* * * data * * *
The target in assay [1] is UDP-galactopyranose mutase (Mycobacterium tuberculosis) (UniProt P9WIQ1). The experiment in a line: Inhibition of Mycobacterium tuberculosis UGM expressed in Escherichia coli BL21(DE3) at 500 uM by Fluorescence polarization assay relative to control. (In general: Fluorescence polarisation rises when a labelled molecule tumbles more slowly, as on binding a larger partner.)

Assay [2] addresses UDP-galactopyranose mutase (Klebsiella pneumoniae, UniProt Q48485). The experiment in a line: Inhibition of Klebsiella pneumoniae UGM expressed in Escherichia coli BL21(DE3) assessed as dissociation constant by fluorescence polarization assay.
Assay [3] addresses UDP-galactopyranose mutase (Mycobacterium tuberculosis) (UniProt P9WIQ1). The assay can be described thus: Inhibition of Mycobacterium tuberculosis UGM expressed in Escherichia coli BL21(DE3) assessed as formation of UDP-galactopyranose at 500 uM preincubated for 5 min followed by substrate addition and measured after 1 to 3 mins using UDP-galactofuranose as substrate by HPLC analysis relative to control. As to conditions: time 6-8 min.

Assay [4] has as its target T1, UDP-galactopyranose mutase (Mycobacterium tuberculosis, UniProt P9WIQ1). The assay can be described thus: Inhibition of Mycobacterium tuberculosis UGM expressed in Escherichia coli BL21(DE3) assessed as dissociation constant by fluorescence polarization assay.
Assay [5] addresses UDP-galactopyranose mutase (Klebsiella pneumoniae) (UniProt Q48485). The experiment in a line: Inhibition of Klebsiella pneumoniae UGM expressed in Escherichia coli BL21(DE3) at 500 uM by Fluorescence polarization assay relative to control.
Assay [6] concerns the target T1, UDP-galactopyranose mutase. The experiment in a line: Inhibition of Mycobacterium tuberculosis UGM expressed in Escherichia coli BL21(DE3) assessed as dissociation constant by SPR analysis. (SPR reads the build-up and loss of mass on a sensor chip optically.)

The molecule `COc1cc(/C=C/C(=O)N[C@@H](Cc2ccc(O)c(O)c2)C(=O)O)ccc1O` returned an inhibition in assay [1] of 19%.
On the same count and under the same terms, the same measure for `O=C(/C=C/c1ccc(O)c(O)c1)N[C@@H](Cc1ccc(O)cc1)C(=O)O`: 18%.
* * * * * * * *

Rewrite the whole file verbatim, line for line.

The target in assay [1] is UDP-galactopyranose mutase (Mycobacterium tuberculosis) (UniProt P9WIQ1). The experiment in a line: Inhibition of Mycobacterium tuberculosis UGM expressed in Escherichia coli BL21(DE3) at 500 uM by Fluorescence polarization assay relative to control. (In general: Fluorescence polarisation rises when a labelled molecule tumbles more slowly, as on binding a larger partner.)

Assay [2] addresses UDP-galactopyranose mutase (Klebsiella pneumoniae, UniProt Q48485). The experiment in a line: Inhibition of Klebsiella pneumoniae UGM expressed in Escherichia coli BL21(DE3) assessed as dissociation constant by fluorescence polarization assay.
Assay [3] addresses UDP-galactopyranose mutase (Mycobacterium tuberculosis) (UniProt P9WIQ1). The assay can be described thus: Inhibition of Mycobacterium tuberculosis UGM expressed in Escherichia coli BL21(DE3) assessed as formation of UDP-galactopyranose at 500 uM preincubated for 5 min followed by substrate addition and measured after 1 to 3 mins using UDP-galactofuranose as substrate by HPLC analysis relative to control. As to conditions: time 6-8 min.

Assay [4] has as its target T1, UDP-galactopyranose mutase (Mycobacterium tuberculosis, UniProt P9WIQ1). The assay can be described thus: Inhibition of Mycobacterium tuberculosis UGM expressed in Escherichia coli BL21(DE3) assessed as dissociation constant by fluorescence polarization assay.
Assay [5] addresses UDP-galactopyranose mutase (Klebsiella pneumoniae) (UniProt Q48485). The experiment in a line: Inhibition of Klebsiella pneumoniae UGM expressed in Escherichia coli BL21(DE3) at 500 uM by Fluorescence polarization assay relative to control.
Assay [6] concerns the target T1, UDP-galactopyranose mutase. The experiment in a line: Inhibition of Mycobacterium tuberculosis UGM expressed in Escherichia coli BL21(DE3) assessed as dissociation constant by SPR analysis. (SPR reads the build-up and loss of mass on a sensor chip optically.)

The molecule `COc1cc(/C=C/C(=O)N[C@@H](Cc2ccc(O)c(O)c2)C(=O)O)ccc1O` returned an inhibition in assay [1] of 19%.
On the same count and under the same terms, the same measure for `O=C(/C=C/c1ccc(O)c(O)c1)N[C@@H](Cc1ccc(O)cc1)C(=O)O`: 18%.